A closeup of a mosquito on someone's skin

You've probably woken up with the familiar itch of mosquito bites many times before. Once one of these pests begins feeding on you with its long tube-like mouth, it's likely to keep going, which can result in a fair amount of itchy bites.

"Most species are most active in early morning or dusk," notes van Rees. "Female mosquitoes bite people to get the nutrition that they need to make eggs. They cue in on movement, color contrast, and most importantly, the carbon dioxide from our breath to find us."

In van Rees' experience, the way most modern households encounter mosquito bites at night is that the insect actually arrived during the day. "Getting by unseen on corners of the ceiling or perched on the wall, they can come find you at bedtime when you're in one place for hours, giving them time to hone in on your smell."

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Dangerous biting insect on background of epidermis detail. Disgusting carrier of infections. Tick-borne diseases

Ticks are especially dangerous, as their bites can lead to Lyme Disease. While you're not likely to have a tick in your bed, if one attached to you during the day, "it would embed at night," says Megan Wede, co-owner of Done Right Pest Solutions.

According to Andrew Greess, owner of QSpray, which sells pest control, landscaping, and termite equipment, you should be concerned about ticks if you've gone hiking or live in a wooded, grassy area. "These small arachnids feed on blood and are likely to hitch a ride on your shoes or clothing—waiting for a time when you're relatively still or sleeping to dig their tiny, sharp teeth into your skin," he says.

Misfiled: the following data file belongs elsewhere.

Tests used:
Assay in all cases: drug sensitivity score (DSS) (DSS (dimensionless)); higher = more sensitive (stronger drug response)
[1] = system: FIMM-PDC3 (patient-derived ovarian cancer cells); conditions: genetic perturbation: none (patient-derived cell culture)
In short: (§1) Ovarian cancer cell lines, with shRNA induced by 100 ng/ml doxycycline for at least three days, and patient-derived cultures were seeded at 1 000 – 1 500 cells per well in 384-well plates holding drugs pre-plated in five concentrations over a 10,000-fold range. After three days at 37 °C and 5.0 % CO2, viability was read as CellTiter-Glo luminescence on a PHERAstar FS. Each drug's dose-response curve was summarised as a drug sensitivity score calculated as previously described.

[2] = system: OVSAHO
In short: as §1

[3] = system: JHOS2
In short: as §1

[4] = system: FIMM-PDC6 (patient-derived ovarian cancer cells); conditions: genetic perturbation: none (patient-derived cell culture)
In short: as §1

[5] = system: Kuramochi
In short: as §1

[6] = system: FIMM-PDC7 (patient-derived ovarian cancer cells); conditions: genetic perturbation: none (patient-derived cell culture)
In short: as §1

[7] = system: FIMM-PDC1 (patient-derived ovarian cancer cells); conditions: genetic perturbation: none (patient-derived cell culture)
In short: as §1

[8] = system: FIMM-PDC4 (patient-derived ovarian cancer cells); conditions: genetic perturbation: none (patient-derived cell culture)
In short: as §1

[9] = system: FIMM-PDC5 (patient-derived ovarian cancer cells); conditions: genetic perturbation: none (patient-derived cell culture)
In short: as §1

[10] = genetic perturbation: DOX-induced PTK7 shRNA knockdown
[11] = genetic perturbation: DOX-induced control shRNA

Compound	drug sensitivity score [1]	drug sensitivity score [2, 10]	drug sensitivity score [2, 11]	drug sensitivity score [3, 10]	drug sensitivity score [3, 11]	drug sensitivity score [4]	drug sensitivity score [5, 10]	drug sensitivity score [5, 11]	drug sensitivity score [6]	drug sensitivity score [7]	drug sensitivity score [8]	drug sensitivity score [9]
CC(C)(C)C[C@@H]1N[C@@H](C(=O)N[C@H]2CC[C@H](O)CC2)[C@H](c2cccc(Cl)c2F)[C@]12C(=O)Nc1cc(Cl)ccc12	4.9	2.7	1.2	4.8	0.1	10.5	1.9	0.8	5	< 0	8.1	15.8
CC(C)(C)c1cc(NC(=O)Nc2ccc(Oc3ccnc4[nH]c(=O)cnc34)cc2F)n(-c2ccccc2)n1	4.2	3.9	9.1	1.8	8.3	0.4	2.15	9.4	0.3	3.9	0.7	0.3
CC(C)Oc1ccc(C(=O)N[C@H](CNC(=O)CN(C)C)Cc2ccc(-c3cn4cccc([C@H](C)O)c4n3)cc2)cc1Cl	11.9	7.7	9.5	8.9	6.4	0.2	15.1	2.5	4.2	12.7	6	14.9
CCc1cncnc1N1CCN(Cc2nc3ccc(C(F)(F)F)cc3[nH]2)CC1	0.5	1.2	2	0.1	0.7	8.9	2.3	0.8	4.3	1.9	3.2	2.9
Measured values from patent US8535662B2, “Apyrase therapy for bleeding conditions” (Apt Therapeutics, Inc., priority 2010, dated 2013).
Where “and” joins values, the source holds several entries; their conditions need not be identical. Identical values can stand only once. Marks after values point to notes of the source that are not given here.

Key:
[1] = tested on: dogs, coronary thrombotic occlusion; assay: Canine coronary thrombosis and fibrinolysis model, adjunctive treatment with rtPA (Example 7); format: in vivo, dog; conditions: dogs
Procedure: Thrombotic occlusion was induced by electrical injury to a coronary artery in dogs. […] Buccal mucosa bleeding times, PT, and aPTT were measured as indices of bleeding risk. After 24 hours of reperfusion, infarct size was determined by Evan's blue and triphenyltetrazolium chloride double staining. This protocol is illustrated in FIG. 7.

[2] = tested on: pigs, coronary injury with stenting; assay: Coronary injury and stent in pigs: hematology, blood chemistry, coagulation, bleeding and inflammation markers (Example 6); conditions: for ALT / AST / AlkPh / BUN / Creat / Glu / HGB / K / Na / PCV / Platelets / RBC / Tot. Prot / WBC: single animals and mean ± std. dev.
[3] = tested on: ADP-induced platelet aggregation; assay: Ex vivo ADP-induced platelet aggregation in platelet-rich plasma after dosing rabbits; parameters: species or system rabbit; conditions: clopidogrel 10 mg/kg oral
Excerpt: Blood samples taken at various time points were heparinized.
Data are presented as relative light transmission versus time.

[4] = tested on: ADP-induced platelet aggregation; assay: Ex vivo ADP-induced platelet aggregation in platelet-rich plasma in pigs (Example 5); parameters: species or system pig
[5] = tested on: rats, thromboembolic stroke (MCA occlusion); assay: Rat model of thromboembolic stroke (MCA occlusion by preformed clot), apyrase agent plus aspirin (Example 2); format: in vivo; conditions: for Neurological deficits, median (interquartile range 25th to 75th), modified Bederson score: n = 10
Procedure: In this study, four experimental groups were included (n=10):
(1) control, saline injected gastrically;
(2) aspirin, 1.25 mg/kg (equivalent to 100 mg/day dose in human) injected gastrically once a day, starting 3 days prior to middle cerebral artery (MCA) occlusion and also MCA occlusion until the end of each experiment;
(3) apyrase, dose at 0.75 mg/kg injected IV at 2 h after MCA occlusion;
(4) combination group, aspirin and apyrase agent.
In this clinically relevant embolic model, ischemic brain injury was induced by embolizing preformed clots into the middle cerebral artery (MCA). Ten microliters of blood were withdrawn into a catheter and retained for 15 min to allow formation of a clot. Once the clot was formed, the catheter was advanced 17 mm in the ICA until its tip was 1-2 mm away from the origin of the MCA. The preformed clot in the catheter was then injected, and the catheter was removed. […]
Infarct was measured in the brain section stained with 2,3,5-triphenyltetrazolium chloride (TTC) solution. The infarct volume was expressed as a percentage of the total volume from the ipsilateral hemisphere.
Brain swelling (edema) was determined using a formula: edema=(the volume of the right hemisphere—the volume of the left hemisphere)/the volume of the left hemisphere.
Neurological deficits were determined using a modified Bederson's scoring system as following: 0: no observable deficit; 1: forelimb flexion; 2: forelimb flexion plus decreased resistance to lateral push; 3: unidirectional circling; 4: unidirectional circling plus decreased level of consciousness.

To prevent a tick bite at night, Greess recommends checking yourself thoroughly after being in outdoor areas and having someone else check the body parts you cannot see. If you have a dog, you'll want to check them, too.


Close up of a mite on clothing
Mironmax Studio / Shutterstock

According to WebMD, "Mites are tiny bugs in the tick and spider family" of which there are thousands of species, each with its own "eating, biting, and bloodsucking habits." Pest experts say, however, that certain species are more likely to bite you while you're sleeping.

"One of the more common biting bugs that we find in people's beds are bird mites or rodent mites," says Diana Ludwiczak, a NYC-certified bed bug and pest inspector and owner of Doctor Sniffs Bed Bug Dogs. "These are blood-sucking parasites that start biting humans when their host either leaves or is killed." She notes that their bites are often misidentified as being from bed bugs.

As the names suggest, rodent mites feast on mice or rats, while bird bites may get inside "if you have birds or a birds nest on the balcony/deck of your bedroom," explains Wede.

John Melchior, owner of Kapture Pest Control, notes that mites bite people at night because they are "easy targets (not moving) with a slowed blood flow."



A specific type of mite, chiggers are tiny red bugs that can result in very itchy bites. "People are the main source of food for chiggers," Foster says. "This small, minuscule insect attaches itself to the skin, remaining tight for a few days, and then falls off."

Vulcan notes that you're most likely to get a chigger bite during the spring, summer, or fall while camping or sleeping outdoors. But Wede adds that, since they're often found in yards with taller grass and/or a backyard pool, they "can come inside on clothing or towels."

Wede adds that chigger bites can be "misdiagnosed as a dermatological or skin condition," since they're very tiny and appear almost like a rash.